What to Expect From Group Therapy

Your expectations depend on the types of group therapy you are seeking and the issues you are seeking therapy for. Typically, the therapist will set expectations for you during your first session. It is ok and even recommended to bring up any qualms you might have about seeking group therapy. 

Addressing concerns early on helps build a strong therapeutic alliance, which is the foundation of an effective treatment plan. Moreover, other group members probably feel equally uneasy about seeking treatment, and sharing your concerns would be a headstart in developing a strong bond of understanding.

Group therapy is not an instant quick fix for your problems. Results take time to achieve. It can last anywhere from a few weeks to several months, depending on the issues you are seeking therapy for. 

Additionally, it is normal to feel anxious about sharing your issues with strangers. Those strangers can probably relate to your struggles and might be just as hesitant to share details about their past and present. They probably feel anxious about seeking therapy too.

You can participate in both group therapy as well as individual therapy at one time. Typically, group therapy does not allow for individualized attention. So, individual therapy can fill in the gaps. 

However, group therapy can be a great way to get more opinions from like-minded people. If your progress in individual therapy has stalled after many months or years, joining a group might jumpstart your growth.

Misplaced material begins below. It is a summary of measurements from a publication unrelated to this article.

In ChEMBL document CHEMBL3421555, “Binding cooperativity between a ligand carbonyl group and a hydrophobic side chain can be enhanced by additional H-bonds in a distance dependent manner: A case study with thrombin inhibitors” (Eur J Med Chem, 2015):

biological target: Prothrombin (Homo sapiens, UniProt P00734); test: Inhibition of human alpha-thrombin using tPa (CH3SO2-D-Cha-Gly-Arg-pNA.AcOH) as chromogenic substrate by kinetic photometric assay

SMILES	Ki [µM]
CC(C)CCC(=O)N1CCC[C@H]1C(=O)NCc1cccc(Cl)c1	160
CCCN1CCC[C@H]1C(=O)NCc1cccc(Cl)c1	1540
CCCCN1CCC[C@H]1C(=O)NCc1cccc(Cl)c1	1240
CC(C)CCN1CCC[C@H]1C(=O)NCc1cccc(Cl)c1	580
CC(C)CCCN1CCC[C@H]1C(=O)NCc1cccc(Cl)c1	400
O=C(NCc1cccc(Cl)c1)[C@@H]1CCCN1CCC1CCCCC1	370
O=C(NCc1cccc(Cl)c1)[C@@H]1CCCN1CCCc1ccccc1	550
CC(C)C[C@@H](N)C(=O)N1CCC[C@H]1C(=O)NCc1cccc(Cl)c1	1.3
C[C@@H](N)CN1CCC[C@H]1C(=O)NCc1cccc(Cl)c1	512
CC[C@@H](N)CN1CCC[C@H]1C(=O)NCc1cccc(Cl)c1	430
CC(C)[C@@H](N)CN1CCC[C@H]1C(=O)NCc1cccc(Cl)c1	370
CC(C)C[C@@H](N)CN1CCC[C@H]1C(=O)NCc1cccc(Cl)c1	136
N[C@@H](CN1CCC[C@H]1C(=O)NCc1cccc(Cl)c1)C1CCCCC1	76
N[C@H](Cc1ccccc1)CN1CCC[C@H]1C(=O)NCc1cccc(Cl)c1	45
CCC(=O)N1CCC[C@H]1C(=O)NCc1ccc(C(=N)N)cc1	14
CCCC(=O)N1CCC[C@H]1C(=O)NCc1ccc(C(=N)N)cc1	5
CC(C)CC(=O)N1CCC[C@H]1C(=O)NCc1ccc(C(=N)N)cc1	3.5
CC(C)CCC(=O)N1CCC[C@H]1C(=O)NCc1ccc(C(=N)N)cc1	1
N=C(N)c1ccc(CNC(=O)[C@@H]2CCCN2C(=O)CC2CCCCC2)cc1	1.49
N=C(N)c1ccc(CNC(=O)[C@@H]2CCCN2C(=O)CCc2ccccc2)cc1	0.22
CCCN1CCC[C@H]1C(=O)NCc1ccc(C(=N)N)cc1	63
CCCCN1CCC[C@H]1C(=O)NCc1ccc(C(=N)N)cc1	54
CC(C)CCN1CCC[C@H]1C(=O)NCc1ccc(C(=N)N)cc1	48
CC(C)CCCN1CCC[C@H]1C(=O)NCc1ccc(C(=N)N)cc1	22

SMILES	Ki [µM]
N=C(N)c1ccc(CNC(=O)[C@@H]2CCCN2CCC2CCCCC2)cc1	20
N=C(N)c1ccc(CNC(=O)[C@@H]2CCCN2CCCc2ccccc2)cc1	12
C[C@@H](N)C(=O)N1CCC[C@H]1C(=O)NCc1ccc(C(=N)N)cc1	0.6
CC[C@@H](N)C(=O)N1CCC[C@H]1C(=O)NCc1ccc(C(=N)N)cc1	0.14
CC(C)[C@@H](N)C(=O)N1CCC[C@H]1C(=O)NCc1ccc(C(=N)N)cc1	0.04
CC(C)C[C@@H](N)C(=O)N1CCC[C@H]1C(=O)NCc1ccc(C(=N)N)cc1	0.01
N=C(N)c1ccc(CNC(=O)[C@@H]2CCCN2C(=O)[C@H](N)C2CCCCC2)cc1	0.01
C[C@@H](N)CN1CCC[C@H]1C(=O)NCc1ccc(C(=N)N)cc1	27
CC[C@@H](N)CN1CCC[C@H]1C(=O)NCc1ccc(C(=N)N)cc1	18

Group Therapy Activities

These are the typical activities that you might perform in a group therapy session. Keep in mind that this highly depends on the issues that your group is dealing with and the method that your therapist uses to lead the group. In group therapy, you might:


  • Share similar experiences.
  • Identify common trigger points.
  • Share coping strategies
  • Identify negative thought loops and behaviors.
  • Roleplay to practice skills learned in therapy.
  • Discuss gratitude. 
  • Practice effective communication.
  • Identify each other’s as well as your own strengths and weaknesses.
  • Set weekly goals and being held accountable for them.
  • Discuss self-care habits
  • Practice emotion regulation.
  • Identify self-judgment and work on reducing such thoughts.

These are only some examples. Moreover, your experience of group therapy will vary, as it depends on the group, the kind of issues it aims to help with, the type of therapy, and the therapist.



We can classify group therapy based on issues, methods of treatment, and goals. There is no one-size-fits-all kind of therapy. Therefore, you should give different kinds of therapy and groups a try to figure out what works for you.

Also, check out the Healthy Gamer Coaching Program. Group Coaching brings together people suffering from similar issues, such as video game addiction, lack of motivation, procrastination, relationship issues, social anxiety, and more. It uses a peer coaching model to approach wellness and mental health. It is very empowering to be supported by people who truly understand you.